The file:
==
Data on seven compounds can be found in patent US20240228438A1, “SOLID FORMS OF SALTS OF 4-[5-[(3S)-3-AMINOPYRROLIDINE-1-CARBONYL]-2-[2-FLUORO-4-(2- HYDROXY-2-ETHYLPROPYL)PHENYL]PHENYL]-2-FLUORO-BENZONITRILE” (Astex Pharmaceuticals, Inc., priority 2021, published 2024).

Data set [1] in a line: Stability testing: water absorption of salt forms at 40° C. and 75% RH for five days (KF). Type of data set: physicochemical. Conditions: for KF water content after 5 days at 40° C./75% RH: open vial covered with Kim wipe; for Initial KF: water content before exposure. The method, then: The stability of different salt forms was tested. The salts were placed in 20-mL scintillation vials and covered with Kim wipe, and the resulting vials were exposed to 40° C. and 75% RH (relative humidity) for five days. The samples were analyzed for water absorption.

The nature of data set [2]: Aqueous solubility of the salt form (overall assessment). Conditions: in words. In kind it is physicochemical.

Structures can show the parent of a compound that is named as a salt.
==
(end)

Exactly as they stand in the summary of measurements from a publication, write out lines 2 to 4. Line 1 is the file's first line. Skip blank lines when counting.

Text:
Data set [1] in a line: Stability testing: water absorption of salt forms at 40° C. and 75% RH for five days (KF). Type of data set: physicochemical. Conditions: for KF water content after 5 days at 40° C./75% RH: open vial covered with Kim wipe; for Initial KF: water content before exposure. The method, then: The stability of different salt forms was tested. The salts were placed in 20-mL scintillation vials and covered with Kim wipe, and the resulting vials were exposed to 40° C. and 75% RH (relative humidity) for five days. The samples were analyzed for water absorption.

The nature of data set [2]: Aqueous solubility of the salt form (overall assessment). Conditions: in words. In kind it is physicochemical.

Structures can show the parent of a compound that is named as a salt.